Under Iowa law, when one spouse suffers personal injuries or wrongful death, for example in a dog attack, motor vehicle accident, motorcycle accident, by a defective product, or as a result of police misconduct, the uninjured or surviving spouse has the right to sue for “loss of consortium.”  Spousal consortium is the fellowship of a husband and wife and the right of each one to the benefit of company, cooperation, affection, services, useful, industry, attention, and aid of the other.  Those types of damages are often placed in the categories of “loss of services” and “loss of marital benefits.”  If a spouse dies, the surviving spouse may recover  the value of the amount of financial support that the deceased spouse would have contributed had the spouse lived.

To decide the value of a deceased spouse’s services that would have been provided to the surviving spouse, courts evaluate  the circumstances of the deceased’s life; the deceased’s age at the time of death; the deceased’s health, strength, character, and life expectancy; the deceased’s capacities, abilities, and efficiencies in performing spousal duties; the deceased’s skills and abilities in providing instruction, guidance, advice, and assistance to the surviving spouse; the surviving spouse’s needs; and all other facts and circumstances bearing on the value of the deceased spouse’s services.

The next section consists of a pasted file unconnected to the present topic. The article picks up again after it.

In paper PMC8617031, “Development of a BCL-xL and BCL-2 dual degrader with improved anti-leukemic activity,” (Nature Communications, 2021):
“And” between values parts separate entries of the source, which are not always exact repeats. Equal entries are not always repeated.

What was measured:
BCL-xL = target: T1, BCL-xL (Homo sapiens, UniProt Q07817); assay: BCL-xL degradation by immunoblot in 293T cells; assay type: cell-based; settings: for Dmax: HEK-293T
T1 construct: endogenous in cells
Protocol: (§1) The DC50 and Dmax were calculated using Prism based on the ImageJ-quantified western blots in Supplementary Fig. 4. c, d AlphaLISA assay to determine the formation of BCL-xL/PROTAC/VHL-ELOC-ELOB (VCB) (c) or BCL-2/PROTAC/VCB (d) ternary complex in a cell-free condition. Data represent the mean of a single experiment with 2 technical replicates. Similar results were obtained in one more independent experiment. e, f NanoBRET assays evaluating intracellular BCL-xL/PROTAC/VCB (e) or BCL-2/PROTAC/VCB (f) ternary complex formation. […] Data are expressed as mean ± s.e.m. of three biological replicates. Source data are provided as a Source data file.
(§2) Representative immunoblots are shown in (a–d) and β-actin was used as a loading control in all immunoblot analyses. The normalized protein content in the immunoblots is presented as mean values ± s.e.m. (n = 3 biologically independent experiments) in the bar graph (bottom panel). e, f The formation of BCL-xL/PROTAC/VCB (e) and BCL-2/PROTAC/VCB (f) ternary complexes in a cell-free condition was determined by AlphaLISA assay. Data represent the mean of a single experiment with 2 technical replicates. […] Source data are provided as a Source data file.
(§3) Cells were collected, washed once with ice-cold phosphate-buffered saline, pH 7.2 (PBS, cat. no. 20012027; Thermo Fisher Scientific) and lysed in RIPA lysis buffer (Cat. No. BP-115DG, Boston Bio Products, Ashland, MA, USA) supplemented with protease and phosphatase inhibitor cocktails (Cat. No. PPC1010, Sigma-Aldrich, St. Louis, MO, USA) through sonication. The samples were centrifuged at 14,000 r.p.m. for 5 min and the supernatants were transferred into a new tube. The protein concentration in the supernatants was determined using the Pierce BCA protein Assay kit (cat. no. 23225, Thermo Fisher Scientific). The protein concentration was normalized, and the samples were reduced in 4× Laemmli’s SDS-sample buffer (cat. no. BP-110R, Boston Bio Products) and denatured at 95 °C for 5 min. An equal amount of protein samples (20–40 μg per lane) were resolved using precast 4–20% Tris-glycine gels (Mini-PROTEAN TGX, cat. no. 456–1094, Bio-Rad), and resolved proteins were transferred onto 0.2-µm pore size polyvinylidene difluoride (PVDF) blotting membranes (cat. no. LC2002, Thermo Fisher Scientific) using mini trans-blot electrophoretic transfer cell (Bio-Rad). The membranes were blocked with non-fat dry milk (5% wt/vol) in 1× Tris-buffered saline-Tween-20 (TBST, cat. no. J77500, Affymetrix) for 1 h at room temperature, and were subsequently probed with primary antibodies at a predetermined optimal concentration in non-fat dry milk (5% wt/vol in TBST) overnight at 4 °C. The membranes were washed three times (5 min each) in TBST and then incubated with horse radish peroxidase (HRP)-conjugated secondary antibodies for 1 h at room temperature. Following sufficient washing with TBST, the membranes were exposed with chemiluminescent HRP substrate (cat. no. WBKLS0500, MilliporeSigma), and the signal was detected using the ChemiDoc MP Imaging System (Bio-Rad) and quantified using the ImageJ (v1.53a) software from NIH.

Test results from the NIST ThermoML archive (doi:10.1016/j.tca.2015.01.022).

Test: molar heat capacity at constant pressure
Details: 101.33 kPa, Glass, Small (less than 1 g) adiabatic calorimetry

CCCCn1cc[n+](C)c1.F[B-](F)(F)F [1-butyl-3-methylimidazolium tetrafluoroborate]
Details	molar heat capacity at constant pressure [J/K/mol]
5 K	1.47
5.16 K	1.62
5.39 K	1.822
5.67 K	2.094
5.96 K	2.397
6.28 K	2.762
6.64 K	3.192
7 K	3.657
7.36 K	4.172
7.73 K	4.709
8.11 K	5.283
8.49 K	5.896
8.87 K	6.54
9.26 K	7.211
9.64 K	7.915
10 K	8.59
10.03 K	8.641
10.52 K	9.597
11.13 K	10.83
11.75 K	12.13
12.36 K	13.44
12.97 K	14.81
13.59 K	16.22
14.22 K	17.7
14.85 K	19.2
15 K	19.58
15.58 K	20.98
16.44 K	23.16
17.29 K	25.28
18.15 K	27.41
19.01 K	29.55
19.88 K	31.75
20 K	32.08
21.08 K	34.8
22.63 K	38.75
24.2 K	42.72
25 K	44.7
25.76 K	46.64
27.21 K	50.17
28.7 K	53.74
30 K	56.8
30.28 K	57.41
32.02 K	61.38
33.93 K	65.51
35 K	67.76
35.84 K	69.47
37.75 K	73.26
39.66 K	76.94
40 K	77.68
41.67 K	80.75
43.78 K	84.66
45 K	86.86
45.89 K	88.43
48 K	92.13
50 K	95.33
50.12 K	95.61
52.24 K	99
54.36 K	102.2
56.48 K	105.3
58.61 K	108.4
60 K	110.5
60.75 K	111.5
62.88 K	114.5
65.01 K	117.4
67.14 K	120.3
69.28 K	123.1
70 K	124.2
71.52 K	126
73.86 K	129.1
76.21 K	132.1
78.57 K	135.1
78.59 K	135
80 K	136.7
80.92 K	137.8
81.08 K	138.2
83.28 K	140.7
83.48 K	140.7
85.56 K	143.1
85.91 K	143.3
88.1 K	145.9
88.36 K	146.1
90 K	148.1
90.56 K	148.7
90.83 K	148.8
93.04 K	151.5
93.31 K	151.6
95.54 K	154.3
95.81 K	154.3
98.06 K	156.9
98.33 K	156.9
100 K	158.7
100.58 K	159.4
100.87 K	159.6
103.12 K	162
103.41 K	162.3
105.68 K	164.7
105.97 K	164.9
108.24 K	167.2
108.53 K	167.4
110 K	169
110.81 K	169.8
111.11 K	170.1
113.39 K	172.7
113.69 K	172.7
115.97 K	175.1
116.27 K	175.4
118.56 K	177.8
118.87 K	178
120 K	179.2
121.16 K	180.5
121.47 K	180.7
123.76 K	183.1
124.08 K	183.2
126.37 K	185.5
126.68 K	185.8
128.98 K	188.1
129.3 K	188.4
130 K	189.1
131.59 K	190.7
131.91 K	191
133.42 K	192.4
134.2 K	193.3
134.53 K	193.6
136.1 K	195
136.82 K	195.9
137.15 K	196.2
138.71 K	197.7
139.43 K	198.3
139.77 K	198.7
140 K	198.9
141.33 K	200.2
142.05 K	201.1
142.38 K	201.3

In determining how much support a deceased spouse would have contributed to the other spouse, courts consider the deceased spouse’s  age at the time of death; health, strength, character, skills, and training; life expectancy of the deceased and the surviving spouse; previous employment and earnings; expectancy for earnings in the future; the age of the surviving spouse; the present and future need for support; the amount of money out of the deceased’s income that would have been available for support after payment of federal and state taxes; and all other facts and circumstances bearing on the value of financial support.

Snow, Ice, And The Sudden Emergency Doctrine